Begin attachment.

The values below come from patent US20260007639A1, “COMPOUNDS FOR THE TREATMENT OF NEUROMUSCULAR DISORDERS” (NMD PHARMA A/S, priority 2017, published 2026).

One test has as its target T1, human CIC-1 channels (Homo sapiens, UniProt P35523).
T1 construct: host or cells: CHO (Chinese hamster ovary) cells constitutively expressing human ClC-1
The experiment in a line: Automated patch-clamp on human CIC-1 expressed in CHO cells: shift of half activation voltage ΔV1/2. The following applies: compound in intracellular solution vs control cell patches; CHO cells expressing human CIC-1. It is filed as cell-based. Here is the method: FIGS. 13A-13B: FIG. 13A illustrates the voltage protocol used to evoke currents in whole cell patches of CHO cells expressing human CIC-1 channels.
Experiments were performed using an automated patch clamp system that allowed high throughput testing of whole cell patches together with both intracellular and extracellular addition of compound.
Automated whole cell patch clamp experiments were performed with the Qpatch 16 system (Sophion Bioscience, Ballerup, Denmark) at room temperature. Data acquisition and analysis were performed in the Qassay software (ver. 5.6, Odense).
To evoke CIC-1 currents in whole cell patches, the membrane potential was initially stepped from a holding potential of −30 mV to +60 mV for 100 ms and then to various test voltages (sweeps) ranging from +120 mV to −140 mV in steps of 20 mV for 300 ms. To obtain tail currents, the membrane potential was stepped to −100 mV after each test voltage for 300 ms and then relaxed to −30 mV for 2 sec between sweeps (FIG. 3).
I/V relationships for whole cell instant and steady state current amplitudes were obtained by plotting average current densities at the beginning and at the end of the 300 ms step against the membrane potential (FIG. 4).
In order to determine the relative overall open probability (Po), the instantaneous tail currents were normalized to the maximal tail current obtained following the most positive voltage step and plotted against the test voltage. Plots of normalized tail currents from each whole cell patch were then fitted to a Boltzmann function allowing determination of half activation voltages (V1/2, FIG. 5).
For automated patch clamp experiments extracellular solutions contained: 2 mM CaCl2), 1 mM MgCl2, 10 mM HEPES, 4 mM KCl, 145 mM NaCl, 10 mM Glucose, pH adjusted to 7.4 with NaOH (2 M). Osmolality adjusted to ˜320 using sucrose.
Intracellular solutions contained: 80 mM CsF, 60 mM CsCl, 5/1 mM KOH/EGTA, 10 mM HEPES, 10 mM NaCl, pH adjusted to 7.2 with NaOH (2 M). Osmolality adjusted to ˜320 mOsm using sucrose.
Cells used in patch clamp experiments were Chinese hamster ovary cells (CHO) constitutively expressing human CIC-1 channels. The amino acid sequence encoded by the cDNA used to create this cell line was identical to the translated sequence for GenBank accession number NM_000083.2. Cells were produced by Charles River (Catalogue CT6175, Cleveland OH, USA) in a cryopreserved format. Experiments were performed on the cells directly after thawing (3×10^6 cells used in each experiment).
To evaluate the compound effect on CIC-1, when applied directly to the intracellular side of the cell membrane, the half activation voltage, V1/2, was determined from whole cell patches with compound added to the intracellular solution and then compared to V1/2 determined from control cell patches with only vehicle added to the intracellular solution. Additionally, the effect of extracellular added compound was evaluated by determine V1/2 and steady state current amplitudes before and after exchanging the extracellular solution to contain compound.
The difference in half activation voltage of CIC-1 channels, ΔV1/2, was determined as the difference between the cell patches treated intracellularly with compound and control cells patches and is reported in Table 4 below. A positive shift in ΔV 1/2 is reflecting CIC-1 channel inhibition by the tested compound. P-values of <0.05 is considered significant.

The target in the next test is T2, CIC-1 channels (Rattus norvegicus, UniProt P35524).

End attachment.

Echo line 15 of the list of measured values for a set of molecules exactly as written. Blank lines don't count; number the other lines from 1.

The target in the next test is T2, CIC-1 channels (Rattus norvegicus, UniProt P35524).